The primary objective of this chapter is to quantify the amount of heat that is transferred during physical and chemical changes. However, the equations that must be employed to determine these values are complex, as each consists of several variables. Therefore, the next several sections of this chapter are dedicated to the discussion of fundamental concepts and mathematical quantities that must be understood, in order to successfully complete the heat transfer calculations.
As discussed previously, temperature, T, which is defined as a measure of how hot an object is, can be measured on three different scales, degrees Fahrenheit, which is abbreviated as °F, degrees Celsius, °C, and Kelvin, K. Notice that there is no "degree" used in a Kelvin temperature designation. Unlike the Fahrenheit and Celsius scales, in which temperatures are referred to as "degrees Fahrenheit" or "degrees Celsius", temperatures in the Kelvin scale are simply designated as "kelvins."
Converting between Temperature Scales
Temperatures are converted using equations, which must contain both an equal sign and a variable. When performing temperature conversions, using appropriately-formatted variables is important. The quantity that is being measured should be written as the primary variable, and any qualifiers or information about that quantity should be written as a subscript. For example, the phrase "temperature in degrees Celsius" should be written as "TC". A capital "T" should be used, as a lower-case "t" represents time. Simply using a capital "C" is not appropriate, as "C" does not refer to temperature at all, but rather to a quantity called "heat capacity."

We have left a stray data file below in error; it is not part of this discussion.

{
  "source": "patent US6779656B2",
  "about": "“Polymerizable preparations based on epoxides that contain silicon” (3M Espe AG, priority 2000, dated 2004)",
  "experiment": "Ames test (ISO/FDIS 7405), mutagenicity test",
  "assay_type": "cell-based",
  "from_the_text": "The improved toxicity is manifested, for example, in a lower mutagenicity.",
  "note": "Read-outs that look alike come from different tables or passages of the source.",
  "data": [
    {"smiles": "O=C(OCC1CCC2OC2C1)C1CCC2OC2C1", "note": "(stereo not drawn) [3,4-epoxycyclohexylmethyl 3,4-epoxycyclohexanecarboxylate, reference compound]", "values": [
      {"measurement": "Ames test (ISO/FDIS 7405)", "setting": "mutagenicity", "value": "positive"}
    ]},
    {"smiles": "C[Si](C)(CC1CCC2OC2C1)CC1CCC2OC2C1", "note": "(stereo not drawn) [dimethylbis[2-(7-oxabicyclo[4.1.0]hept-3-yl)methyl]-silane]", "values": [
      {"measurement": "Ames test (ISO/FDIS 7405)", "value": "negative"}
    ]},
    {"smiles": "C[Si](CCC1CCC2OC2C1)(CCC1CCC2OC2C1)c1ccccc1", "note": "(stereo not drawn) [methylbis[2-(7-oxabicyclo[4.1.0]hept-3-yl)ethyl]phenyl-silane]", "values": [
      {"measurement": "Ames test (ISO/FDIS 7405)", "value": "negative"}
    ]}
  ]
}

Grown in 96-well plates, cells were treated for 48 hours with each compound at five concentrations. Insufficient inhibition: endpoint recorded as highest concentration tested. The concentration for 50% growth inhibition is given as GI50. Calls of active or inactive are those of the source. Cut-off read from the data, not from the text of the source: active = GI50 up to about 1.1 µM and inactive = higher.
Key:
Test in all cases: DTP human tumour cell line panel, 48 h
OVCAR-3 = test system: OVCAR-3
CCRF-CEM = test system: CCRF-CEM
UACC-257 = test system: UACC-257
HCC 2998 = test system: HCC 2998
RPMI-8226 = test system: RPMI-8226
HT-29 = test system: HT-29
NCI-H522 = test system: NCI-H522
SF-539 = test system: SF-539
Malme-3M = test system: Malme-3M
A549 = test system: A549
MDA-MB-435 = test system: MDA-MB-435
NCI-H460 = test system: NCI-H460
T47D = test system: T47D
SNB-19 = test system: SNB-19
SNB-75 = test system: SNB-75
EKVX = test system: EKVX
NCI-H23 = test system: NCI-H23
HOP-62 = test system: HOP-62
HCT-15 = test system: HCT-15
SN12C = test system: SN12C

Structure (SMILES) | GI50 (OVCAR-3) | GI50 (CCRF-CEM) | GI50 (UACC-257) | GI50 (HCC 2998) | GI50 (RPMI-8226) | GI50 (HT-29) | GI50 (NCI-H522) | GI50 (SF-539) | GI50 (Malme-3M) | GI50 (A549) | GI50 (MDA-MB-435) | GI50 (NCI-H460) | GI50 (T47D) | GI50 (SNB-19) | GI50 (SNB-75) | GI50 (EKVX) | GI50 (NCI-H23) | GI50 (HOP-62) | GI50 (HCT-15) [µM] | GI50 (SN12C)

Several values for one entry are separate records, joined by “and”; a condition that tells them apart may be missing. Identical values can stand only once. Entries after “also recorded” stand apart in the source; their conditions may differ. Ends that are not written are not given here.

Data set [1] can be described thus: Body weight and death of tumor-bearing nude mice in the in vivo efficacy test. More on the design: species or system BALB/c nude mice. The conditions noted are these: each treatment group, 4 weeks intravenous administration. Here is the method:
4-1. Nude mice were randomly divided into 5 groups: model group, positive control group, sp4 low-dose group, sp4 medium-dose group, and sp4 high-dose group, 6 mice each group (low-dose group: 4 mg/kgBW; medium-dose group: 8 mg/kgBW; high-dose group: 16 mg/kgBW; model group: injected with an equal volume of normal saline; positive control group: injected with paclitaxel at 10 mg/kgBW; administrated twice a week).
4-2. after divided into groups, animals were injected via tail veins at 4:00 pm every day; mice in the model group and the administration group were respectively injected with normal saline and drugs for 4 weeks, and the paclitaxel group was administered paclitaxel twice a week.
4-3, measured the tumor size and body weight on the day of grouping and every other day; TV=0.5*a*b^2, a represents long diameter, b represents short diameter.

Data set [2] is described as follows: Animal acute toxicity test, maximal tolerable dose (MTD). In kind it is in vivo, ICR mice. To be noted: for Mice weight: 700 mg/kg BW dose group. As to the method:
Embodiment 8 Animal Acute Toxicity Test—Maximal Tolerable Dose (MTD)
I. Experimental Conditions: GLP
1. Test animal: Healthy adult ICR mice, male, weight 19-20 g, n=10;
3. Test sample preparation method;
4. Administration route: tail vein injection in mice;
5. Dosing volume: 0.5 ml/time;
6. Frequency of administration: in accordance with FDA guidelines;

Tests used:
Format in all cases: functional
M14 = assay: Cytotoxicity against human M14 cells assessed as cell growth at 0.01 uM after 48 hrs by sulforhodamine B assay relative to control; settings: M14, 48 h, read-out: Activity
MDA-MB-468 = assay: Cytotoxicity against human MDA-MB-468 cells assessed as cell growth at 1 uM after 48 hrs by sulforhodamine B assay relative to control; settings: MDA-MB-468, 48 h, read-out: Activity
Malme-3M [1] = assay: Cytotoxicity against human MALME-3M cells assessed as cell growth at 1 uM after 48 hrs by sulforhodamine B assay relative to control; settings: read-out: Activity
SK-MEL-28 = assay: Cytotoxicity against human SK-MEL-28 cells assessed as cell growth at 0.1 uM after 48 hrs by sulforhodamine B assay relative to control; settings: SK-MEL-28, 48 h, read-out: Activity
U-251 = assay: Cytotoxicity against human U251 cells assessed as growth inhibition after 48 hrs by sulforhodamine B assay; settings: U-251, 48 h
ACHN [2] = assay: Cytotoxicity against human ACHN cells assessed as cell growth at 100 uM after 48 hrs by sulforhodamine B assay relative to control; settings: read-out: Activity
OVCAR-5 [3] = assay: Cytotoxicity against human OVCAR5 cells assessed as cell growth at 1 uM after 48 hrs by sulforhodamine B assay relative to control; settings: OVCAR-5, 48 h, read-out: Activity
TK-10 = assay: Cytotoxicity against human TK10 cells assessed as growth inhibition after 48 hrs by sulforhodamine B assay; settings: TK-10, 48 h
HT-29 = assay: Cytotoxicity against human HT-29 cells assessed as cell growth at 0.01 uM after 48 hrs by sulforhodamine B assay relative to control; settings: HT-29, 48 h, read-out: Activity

The equations that can be applied to convert between the Kelvin scale and the Celsius scale and between the Celsius scale and the Fahrenheit scale are
TK = TC + 273.15
TF = 1.8TC + 32
respectively. When using the first equation, the appropriate number of significant digits must be applied to the answer using addition and subtraction rules. Recall that value of "1.8" in the second equation is an exact number and, therefore, does not impact the number of significant figures that are present in the final answer. However, since multiple mathematical operations are involved in this equation, both multiplication and division rules and addition and subtraction rules must be applied, in order to report a scientifically-correct final answer.
When using these equations, the given value, which includes the number and its associated unit, replace the relevant variable in the equation.